Sunday, 30 November 2014

So You Want to Teach in Kenya Pt IV - World Aids Day 2014

I drove past this impressive installation in the city last night, realising that for the first time on the 3rd of January when we arrive at the orphanage will I knowingly work with someone who is HIV positive. Not just one someone, many someones, all of which are under the age of 18.

How lucky am I that my friends and family have not yet been touched by this epidemic. Regardless, like I will be, draw inspiration from todays successful events around the country for #wad2014 and do what you can here at home to help fight it with the right scientific research. This incredibly well-written comment by Australian writer and HIV activist Nic Holas gives you a simple non-monetary way to get started. He suggests that when 'we stop looking, we stop caring'. If you care but don't know where to look, take the first step and inform yourself with the facts about HIV.

So what has this got to do with teaching in Busia, Kenya?

Kenya has the fourth-largest HIV epidemic in the world. There are 1.1 million orphans to the epidemic, of which many now live with HIV. Mama's Childrens Orphanage homes some of these orphans that I will very soon teach.

My concerns lie not just within the present but also in the future for these children. They need access to the right treatment, care and support services to ensure a healthy and happy life into adulthood. They need to avoid HIV-related death. To seek they don't necessarily need money, but they definitely need knowledge. Knowledge comes from receiving what you have a human right to - an education.

We did it! We reached over $1,000 in donations by the 1st of December. There's still a long way to go. Contribute now to ensure these kids don't miss out on 6 weeks of schooling in January >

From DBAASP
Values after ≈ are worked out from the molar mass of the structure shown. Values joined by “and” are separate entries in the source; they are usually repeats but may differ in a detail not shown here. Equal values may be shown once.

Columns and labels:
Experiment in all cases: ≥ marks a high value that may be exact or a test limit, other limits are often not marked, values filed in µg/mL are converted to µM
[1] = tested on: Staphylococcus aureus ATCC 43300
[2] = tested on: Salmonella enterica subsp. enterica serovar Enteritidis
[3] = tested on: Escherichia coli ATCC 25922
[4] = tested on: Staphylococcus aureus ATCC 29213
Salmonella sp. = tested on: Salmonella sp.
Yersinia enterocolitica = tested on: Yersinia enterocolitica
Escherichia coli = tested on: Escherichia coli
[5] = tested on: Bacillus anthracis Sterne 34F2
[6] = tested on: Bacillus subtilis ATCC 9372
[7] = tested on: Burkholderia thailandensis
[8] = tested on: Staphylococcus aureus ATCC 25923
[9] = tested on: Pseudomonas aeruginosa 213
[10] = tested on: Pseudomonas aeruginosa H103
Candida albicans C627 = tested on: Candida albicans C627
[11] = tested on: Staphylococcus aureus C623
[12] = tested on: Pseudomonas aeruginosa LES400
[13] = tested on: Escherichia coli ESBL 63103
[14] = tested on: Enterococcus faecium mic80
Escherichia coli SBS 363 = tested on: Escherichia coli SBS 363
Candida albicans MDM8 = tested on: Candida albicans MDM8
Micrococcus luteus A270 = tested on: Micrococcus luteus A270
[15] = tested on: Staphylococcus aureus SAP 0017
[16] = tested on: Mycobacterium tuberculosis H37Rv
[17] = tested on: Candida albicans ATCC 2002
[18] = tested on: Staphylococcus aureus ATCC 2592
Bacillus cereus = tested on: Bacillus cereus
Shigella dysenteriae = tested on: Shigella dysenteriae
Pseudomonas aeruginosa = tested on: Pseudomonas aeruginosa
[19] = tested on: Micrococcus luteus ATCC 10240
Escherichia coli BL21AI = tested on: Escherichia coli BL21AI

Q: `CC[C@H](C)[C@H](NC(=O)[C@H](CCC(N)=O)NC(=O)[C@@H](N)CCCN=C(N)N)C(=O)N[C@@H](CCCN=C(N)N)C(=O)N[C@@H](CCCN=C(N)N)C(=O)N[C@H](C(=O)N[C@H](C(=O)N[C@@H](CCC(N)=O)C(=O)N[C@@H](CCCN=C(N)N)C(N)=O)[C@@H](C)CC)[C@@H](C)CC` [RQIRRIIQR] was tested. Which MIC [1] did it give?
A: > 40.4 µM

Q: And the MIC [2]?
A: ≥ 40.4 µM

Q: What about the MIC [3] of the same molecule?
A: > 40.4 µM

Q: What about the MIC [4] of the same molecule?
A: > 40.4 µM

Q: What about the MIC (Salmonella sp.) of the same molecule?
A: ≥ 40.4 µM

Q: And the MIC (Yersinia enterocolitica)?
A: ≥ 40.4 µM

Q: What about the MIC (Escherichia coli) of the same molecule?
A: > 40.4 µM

Thursday, 27 November 2014

So You Want to Teach in Kenya Pt III - Why don't you just pay for it yourself?

So here's the post for those of you who have thought this, but were too scared to ask.

Look, we're totally cool with people thinking this. Why crowd fund when you can work hard and save the money to go over there?

To begin, let's be realistic. Once we are full time teachers, trips like this will no longer be feasible. Not only will we be short on time to go to Kenya, its highly unlikely we will spend our holidays doing our vocation. Teaching is EXHAUSTING. That's the honest truth. These kids rely on people like Lena and I who have not yet started full time teaching and still have the time and the new-teacher energy to embark on this journey.

How did this trip even come about? At the beginning of the year we were not planning to go to Kenya. Halfway through the year, we were not planning to go to Kenya. It wasn't until we were beginning our second round of student teacher placements did Chalkboard Kenya approach University of Melbourne teacher candidates about their project.

I have never thought about travelling to Africa, or at least not anytime in the near future. Something drew me to this project though. I applied, and got in. Lena and I got talking about it and I encouraged her to apply. She got in!